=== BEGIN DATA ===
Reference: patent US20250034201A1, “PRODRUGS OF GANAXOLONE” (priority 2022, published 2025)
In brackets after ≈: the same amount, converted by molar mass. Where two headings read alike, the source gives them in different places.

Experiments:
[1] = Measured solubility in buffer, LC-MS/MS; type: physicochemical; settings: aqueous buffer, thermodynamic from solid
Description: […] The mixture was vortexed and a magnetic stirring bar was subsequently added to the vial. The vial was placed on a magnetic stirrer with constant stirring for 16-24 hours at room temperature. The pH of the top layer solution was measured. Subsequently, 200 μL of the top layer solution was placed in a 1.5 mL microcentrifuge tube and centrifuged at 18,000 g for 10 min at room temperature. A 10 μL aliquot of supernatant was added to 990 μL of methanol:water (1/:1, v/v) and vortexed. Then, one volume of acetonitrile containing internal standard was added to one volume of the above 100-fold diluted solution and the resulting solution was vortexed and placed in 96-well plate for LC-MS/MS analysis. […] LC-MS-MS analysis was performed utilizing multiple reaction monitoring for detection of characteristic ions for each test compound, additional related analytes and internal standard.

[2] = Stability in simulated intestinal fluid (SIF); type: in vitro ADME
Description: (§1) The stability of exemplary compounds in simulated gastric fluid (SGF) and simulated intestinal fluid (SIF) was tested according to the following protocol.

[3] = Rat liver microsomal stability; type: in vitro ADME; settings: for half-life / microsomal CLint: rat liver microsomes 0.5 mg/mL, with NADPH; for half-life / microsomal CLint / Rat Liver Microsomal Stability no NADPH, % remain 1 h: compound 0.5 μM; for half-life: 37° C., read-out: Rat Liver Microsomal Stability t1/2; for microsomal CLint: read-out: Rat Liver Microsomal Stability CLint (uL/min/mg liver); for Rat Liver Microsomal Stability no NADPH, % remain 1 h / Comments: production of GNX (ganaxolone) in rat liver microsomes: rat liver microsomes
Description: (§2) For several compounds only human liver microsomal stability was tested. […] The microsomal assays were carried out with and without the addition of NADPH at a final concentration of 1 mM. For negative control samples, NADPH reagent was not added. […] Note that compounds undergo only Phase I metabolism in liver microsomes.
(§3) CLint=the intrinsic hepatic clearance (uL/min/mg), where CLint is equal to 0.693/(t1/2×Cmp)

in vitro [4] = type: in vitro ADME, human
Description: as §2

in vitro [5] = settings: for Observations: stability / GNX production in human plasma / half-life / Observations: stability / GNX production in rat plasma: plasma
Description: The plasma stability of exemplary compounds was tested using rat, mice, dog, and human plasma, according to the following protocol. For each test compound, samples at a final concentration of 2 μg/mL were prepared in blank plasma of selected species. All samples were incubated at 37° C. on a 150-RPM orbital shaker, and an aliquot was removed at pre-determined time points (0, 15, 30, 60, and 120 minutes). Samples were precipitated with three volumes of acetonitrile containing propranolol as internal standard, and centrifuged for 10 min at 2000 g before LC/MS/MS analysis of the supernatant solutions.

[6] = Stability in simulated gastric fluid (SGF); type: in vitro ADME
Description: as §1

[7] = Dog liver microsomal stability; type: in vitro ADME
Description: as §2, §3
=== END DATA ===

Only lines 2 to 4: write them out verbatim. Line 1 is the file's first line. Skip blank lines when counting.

In brackets after ≈: the same amount, converted by molar mass. Where two headings read alike, the source gives them in different places.

Experiments:
[1] = Measured solubility in buffer, LC-MS/MS; type: physicochemical; settings: aqueous buffer, thermodynamic from solid